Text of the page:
For me, all the “magical healing” reminded me vividly that the healing process is indeed a marvelous one, all the way from creating a new skin covering, step by step, to peeling off the old one, to complete healing.
If not for all the millions of cells rushing to the scene to make the repair system work, the scald could easily have become infected, abscessed or necrotic, or maybe could have even become systemic (full-body) blood poisoning. But none of that happened.
A chance to be creative. In this process, I thought of my plastic eye protector which I had recently used for my glaucoma postoperative care. By cupping it over my eye at night during sleep, it had very efficiently protected my eye from outside injury. So this came in handy now to similarly protect my new scald, perfectly cupped over the scald, especially when I was sleeping and might accidentally injure it. I also regularly sprayed antiseptic spray on the scald to be doubly sure it wouldn’t get infected.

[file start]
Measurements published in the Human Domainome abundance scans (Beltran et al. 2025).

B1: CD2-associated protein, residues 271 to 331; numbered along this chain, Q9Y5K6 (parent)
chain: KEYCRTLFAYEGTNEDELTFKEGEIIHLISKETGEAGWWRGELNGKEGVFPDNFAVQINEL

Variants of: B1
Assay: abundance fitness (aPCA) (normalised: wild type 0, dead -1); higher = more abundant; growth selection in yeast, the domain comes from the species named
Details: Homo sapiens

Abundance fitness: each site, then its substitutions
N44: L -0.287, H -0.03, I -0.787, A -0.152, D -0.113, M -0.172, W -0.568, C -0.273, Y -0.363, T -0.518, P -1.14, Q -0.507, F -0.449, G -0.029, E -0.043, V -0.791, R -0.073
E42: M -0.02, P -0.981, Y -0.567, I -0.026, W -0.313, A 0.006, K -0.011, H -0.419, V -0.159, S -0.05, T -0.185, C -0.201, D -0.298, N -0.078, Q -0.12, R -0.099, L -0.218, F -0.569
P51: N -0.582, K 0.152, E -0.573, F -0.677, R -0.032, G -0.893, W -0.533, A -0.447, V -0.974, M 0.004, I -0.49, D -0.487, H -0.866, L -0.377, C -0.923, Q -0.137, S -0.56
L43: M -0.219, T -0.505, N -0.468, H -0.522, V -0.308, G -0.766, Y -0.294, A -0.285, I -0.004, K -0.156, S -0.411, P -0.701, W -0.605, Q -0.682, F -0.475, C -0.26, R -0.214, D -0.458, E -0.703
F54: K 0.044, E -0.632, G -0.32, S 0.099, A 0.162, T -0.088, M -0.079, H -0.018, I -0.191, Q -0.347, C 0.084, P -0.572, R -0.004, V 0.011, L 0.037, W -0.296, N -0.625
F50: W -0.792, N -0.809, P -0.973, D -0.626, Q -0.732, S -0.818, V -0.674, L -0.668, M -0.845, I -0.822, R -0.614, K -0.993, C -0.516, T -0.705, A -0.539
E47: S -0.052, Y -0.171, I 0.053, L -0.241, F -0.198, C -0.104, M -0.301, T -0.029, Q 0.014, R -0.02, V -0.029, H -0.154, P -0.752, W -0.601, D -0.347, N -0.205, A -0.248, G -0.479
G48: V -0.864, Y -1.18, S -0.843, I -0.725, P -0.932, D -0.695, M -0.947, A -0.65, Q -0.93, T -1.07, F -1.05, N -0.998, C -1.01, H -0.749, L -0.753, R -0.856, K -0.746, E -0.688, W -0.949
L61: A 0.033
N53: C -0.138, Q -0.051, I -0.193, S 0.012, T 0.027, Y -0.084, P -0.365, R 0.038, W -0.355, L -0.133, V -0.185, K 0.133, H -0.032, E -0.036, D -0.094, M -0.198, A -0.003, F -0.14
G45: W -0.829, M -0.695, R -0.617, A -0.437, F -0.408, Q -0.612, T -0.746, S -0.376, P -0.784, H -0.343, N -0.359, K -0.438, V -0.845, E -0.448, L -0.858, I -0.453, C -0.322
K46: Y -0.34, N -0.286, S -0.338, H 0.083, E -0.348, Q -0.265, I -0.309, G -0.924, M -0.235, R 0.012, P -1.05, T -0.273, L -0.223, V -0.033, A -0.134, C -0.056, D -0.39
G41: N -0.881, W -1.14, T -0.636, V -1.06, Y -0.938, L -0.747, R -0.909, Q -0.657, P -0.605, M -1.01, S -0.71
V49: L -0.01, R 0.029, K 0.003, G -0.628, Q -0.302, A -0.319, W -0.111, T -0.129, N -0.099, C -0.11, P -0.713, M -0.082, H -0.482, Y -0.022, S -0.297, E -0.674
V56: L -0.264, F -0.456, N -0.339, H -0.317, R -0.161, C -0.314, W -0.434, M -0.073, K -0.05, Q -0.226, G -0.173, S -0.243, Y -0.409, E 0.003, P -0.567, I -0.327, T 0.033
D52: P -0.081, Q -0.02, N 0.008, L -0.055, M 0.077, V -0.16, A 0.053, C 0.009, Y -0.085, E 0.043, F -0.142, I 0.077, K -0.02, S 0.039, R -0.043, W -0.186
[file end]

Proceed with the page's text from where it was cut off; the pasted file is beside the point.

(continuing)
In fact, just by wrapping my forearm with plastic wrap, I could even take a shower with no water splattering on the wound at all. The marvels of modern conveniences! I couldn’t even brag about any real pain at all to get extra sympathy.
Raw skin looks so vulnerable. Looking at raw skin that has been denuded is pretty unnerving, because you know that it’s highly vulnerable to all kinds of bad things happening to it. It’s the kind of bad feeling you have when somebody talks about skinning you alive, which I guess happened in old days, or maybe even happens in torture chambers today.